It’s Citrus County Fair Week Monday, so what better time to start talking about candidates for office and raising money.
Fundraising is a strange experience for candidates. Some are really good at it. Others, not so much.
It’s easy as pie to see how much candidates are bringing in and spending. You can find the county reports here and the state reports here.
Voters can tell plenty about candidates from those reports, such as:
— How much they’ve collected, how much they’ve spent, and on what. For candidates to get their message out, they need money. Direct mail pieces are expensive. Websites and social media don’t come cheap. Others use their campaign funds for gas reimbursement, like they’re running a small business.
— How much they’ve invested in their own campaign, if any. Most candidates open their campaign accounts by loaning or contributing at least $50. Others may spend thousands of their own dollars on campaigns.
Doesn’t matter the office. One candidate spent over $18,000 of her own money on a race for mosquito control board and lost to someone whose entire campaign spending was under a thousand bucks.
And, while the candidate with the most contributions tends to win, not always. School board incumbent Ginger Bryant was re-elected in 2000 despite an opponent outspending her 2-to-1.
— And, yes, obviously you can see who’s getting what from whom. In Florida, any campaign contribution comes with a name; no such thing as an anonymous campaign donor.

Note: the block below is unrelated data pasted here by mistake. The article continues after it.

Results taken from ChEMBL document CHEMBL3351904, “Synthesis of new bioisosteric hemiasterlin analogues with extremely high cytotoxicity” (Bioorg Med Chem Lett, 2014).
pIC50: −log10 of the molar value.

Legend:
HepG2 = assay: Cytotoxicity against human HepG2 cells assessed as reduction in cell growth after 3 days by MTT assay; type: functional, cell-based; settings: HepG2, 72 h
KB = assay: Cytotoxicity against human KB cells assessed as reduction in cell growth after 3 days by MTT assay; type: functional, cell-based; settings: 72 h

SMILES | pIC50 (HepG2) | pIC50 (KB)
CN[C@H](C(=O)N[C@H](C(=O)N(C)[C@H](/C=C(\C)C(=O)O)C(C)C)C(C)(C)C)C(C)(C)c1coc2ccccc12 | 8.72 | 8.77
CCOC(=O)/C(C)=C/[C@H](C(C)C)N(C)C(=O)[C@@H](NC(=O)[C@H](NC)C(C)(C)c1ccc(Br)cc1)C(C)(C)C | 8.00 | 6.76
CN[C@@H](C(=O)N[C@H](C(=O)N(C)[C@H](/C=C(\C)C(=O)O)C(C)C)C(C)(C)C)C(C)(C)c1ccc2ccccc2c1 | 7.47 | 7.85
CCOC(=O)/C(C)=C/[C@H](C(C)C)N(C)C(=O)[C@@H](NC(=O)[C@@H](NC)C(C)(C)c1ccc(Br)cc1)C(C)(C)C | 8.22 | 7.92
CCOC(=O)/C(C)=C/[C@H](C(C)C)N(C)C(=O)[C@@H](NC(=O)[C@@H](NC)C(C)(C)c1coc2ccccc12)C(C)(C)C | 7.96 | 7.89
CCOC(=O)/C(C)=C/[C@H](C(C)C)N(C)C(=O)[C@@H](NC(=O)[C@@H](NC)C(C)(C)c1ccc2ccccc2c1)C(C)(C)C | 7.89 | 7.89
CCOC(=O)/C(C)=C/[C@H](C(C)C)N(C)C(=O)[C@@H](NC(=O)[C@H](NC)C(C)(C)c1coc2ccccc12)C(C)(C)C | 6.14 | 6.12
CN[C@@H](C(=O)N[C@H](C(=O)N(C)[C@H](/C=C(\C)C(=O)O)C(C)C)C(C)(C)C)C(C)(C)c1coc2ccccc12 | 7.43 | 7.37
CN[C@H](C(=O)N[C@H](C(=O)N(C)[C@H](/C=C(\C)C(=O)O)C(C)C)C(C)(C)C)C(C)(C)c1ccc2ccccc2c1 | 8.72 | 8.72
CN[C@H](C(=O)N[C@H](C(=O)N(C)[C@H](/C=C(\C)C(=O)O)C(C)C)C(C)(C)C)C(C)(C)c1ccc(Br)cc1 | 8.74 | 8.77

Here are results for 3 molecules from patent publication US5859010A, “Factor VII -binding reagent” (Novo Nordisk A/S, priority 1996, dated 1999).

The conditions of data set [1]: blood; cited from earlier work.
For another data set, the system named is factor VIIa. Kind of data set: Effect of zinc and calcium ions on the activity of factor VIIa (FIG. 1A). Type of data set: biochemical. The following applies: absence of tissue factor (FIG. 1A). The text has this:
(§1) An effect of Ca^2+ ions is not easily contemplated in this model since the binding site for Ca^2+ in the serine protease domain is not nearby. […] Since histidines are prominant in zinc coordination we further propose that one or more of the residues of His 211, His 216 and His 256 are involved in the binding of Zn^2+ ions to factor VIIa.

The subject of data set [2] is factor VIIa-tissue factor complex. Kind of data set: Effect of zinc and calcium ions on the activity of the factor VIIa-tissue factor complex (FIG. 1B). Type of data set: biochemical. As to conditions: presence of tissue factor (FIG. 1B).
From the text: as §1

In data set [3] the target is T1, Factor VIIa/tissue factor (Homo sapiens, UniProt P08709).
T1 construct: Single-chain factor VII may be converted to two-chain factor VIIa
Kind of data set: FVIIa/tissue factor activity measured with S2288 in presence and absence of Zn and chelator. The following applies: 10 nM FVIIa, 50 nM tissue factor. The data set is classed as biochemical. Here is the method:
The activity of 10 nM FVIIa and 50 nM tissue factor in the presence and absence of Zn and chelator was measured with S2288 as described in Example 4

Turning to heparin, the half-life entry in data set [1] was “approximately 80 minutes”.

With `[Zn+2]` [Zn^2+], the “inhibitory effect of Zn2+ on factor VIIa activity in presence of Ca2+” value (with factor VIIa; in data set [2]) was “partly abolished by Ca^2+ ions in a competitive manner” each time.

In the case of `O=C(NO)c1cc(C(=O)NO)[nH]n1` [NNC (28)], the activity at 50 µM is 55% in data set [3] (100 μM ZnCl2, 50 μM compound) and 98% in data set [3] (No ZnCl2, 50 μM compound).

Euphemisms like “special interests” are tossed around on the campaign trail, but truthfully the only special-interest groups I know in Citrus County are builders, real estate folks, developers — you know, the people who grow our economy. Pro-growthers tend to weigh in with their campaign checks at election time for sure.
(Whether that’s a good thing or not is up to voters. Something tells me “growth” is going to be a pretty significant issue this year.)
But if you’re taking those donations, candidates, happily own up to it.
For my life I cannot understand why a candidate accepts campaign contributions from the well-connected and then pretends that it doesn't matter, as if every contribution stands on its own.
Here’s the thing: If I’m a candidate for county commission, unless I’m PURPOSELY trying to avoid success or can self-fund, I absolutely will eagerly seek out and accept contributions from Citrus County’s success stories. And I’d make sure EVERYONE knows that the community leaders who fuel this county’s success are in my corner.
Sometimes you’ll hear candidates say they don’t take contributions from special interests. Sounds impressive, but unless they’re Bernie Sanders, there’s a real good chance they haven’t had the opportunity to turn down anyone.
— Fundraisers are a good snapshot of a candidate’s overall support. Not necessarily in the dollars collected, but in the numbers of attendees. While it’s great to get the $1,000 checks from developers and resort owners, the cream is in the hot dog-and-ice cream fundraisers that are a few bucks a pop.
The best, sadly, was Phil Royal, the man who likely would be sheriff today if not for his sudden and unexpected death shortly before the 2016 primary. Before his death, Phil amassed about $130,000 in donations from an astounding 1,667 individual contributors. Many of those were of the $10 and $20 variety. He had a huge presence and people just wanted to be around the guy.
Now you have a pretty good idea what I’m looking for when I review campaign spending. One last rule of thumb: Never a good idea to make a conclusion about any candidate based on his or her fundraising. It’s one part of the campaign, but not the entire campaign.
Tomorrow we’ll get into the details of how our candidates are doing so far. And please, if you see them at the county fair, stop by and say hello. Candidates often say, and I believe them, that they treasure one-on-one time with voters over any campaign check.
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